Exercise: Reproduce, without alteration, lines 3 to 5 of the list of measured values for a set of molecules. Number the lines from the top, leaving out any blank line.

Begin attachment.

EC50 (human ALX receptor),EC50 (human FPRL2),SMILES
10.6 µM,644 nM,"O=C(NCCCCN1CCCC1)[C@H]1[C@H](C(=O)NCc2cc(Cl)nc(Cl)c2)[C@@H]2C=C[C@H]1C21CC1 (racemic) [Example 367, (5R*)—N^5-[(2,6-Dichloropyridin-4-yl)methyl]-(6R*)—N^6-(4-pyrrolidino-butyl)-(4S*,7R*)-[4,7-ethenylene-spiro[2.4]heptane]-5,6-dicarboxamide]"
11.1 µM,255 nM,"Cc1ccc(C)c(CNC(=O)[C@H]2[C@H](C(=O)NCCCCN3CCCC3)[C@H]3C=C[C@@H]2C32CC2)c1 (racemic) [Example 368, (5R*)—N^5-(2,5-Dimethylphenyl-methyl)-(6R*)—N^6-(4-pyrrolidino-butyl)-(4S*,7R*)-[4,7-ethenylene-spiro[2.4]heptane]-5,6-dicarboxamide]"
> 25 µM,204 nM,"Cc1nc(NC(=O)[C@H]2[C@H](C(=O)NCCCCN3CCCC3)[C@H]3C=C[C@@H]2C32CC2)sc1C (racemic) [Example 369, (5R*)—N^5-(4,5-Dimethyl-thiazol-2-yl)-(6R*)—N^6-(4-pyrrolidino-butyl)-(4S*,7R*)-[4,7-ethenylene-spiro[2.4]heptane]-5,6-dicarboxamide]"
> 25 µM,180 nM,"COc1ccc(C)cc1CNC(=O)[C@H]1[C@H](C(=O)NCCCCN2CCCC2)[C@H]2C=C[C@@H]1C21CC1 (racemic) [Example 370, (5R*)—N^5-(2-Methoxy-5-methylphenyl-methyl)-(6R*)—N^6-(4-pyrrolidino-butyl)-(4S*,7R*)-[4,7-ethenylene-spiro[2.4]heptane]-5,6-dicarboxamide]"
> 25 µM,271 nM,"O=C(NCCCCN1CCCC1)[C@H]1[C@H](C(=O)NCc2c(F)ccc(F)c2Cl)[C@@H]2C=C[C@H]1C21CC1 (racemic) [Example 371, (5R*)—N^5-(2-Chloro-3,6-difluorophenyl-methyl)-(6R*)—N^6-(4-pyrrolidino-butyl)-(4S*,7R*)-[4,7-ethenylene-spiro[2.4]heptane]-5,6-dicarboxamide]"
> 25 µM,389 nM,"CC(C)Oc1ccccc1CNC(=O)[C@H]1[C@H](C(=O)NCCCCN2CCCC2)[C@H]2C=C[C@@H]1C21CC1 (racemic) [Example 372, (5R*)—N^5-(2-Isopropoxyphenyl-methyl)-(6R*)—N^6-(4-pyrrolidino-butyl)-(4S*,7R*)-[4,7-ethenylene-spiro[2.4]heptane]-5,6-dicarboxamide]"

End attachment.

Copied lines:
11.1 µM,255 nM,"Cc1ccc(C)c(CNC(=O)[C@H]2[C@H](C(=O)NCCCCN3CCCC3)[C@H]3C=C[C@@H]2C32CC2)c1 (racemic) [Example 368, (5R*)—N^5-(2,5-Dimethylphenyl-methyl)-(6R*)—N^6-(4-pyrrolidino-butyl)-(4S*,7R*)-[4,7-ethenylene-spiro[2.4]heptane]-5,6-dicarboxamide]"
> 25 µM,204 nM,"Cc1nc(NC(=O)[C@H]2[C@H](C(=O)NCCCCN3CCCC3)[C@H]3C=C[C@@H]2C32CC2)sc1C (racemic) [Example 369, (5R*)—N^5-(4,5-Dimethyl-thiazol-2-yl)-(6R*)—N^6-(4-pyrrolidino-butyl)-(4S*,7R*)-[4,7-ethenylene-spiro[2.4]heptane]-5,6-dicarboxamide]"
> 25 µM,180 nM,"COc1ccc(C)cc1CNC(=O)[C@H]1[C@H](C(=O)NCCCCN2CCCC2)[C@H]2C=C[C@@H]1C21CC1 (racemic) [Example 370, (5R*)—N^5-(2-Methoxy-5-methylphenyl-methyl)-(6R*)—N^6-(4-pyrrolidino-butyl)-(4S*,7R*)-[4,7-ethenylene-spiro[2.4]heptane]-5,6-dicarboxamide]"